Chelsea Handler (Don Emmert/AFP/Getty Images)

Chelsea Handler has no problem with being naked for a punchline (see: the last episode of her talk show) — but Instagram has other ideas.

On Thursday night, the former E! comedian posted the famous “shirtless Vladimir Putin on a horse” photo — and next to it, added a picture of herself striking a similar post on a horse. Similarly shirtless. “Anything a man can do, a woman has the right to do better. #kremlin,” she wrote as the caption.

Obviously, it was taken down immediately by Instagram, saying it was violation of the site’s “community guidelines” about nude pictures. Handler wasn’t happy. “Taking this down is sexist. I have every right to show I have a better body than Putin,” she wrote, posting the photo again.

If a man posts a photo of his nipples, it’s ok, but not a woman? Are we in 1825?

A photo posted by Chelsea Handler (@chelseahandler) on

She gave up when the site deleted the picture for a third time, but not before she added some more of her thoughts: “If a man posts a photo of his nipples, it’s ok, but not a woman? Are we in 1825?” she said. “If instagram takes this down again, you’re saying Vladimir Putin Has more 1st amendment rights than me.”

Finally, she Instagrammed a photo of her dogs, writing: “You can now find my dogs and my breasts on Twitter only where my followers have the right to choose what they say. Bye bye instablock.” Indeed, the picture now lives on Twitter.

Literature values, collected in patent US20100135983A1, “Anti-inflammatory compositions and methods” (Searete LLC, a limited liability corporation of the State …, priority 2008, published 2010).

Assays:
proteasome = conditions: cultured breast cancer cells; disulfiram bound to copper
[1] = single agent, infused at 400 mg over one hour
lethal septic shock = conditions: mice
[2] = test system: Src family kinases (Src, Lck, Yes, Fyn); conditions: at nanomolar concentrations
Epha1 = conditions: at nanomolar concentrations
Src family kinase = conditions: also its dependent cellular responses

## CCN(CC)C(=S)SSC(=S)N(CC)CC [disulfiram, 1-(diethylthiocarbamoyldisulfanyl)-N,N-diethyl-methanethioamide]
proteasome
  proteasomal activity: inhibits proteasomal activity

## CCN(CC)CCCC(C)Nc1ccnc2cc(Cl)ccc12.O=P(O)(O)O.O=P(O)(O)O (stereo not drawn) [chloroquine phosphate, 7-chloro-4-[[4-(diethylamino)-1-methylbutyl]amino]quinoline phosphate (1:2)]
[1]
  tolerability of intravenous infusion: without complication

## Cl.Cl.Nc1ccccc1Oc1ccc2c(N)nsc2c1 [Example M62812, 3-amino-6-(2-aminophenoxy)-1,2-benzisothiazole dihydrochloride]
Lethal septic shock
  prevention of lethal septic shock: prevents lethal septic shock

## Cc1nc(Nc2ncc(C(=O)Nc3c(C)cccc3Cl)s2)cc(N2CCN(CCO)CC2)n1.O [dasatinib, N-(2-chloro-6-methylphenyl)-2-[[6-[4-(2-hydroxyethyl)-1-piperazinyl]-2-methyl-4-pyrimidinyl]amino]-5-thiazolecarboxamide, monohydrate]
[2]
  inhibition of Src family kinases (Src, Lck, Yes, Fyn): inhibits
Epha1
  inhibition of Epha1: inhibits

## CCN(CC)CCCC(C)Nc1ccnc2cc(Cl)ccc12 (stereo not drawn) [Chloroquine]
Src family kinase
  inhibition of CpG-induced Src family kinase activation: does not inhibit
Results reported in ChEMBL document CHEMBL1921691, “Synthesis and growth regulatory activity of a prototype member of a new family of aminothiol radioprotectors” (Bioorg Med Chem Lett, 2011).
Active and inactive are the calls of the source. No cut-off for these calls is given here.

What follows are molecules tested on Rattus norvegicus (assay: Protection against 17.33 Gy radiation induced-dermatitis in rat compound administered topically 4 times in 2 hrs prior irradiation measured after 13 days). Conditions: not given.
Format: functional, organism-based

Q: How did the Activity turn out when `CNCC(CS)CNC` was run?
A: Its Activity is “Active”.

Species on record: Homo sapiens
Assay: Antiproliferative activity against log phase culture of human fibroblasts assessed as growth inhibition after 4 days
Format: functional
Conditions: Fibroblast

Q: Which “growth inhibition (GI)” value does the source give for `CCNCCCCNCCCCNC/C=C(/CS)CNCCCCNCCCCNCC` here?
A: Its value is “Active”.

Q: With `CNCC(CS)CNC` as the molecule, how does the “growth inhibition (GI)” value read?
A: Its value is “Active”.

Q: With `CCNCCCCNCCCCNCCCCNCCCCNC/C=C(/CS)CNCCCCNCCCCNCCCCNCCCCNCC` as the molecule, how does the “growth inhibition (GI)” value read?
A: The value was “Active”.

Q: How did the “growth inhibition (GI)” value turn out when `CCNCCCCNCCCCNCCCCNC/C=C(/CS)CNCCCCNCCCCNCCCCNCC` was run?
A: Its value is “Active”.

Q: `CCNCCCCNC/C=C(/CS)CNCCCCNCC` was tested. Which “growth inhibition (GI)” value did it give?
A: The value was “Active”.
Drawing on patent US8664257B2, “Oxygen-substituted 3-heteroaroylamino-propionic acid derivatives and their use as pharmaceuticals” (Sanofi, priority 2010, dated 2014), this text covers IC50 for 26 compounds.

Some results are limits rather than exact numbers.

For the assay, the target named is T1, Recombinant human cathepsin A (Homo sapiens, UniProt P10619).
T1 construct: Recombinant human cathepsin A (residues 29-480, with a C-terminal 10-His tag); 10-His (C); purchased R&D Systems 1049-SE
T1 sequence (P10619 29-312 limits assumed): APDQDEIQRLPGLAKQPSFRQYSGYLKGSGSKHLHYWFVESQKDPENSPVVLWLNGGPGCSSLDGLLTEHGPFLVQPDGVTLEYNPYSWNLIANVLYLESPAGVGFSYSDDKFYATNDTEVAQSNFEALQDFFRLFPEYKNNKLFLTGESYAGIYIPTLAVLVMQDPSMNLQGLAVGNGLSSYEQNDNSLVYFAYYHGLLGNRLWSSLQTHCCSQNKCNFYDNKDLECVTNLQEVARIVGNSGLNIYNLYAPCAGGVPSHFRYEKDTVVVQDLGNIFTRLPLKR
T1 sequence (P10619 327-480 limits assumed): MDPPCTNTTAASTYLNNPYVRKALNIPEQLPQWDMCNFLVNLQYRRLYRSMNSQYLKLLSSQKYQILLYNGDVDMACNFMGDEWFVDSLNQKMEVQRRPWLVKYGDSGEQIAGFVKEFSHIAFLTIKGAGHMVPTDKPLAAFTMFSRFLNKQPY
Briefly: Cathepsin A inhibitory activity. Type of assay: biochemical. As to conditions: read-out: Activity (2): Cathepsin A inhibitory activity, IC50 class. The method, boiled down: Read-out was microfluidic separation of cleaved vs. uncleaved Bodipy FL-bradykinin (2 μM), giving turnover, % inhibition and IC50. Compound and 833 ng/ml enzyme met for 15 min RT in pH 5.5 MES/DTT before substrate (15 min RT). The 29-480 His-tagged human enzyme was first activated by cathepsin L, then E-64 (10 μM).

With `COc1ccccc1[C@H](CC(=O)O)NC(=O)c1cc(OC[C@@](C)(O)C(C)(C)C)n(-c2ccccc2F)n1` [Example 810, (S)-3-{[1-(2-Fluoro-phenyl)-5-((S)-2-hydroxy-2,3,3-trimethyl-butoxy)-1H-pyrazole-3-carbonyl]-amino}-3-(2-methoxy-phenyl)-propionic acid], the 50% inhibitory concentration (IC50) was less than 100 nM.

Handler is far from the first celebrity to have issues with Instagram’s “no topless women” policy (while, say, pictures of shirtless John Stamos live in all their glory.) The site also deleted photos of a risque Rihanna magazine cover and Kendall Jenner’s sheer top on the runway.

Bruce Willis and Demi Moore’s daughter, Scout Willis, started a #FreetheNipple campaign specifically to protest Instagram’s policies, and to show she really meant it, tweeted photos of herself walking topless around New York City. “Legal in NYC but not on @instagram,” she tweeted.

“It’s so much bigger than @instagram now,” Willis wrote. “This is about helping women feel empowered to make personal choices about their bodies not dictated by what society says is decent.” (“Free the Nipple” really took off among the celebrity set, with supporters including Cara Delevigne and Michelle Rodriguez.)

However, it appears the site will allow some nudity if it doesn’t show anything Instagram deems too racy: Earlier this week, Lena Dunham posted a topless photo of herself as a way to support Planned Parenthood — strategically blurred, of course.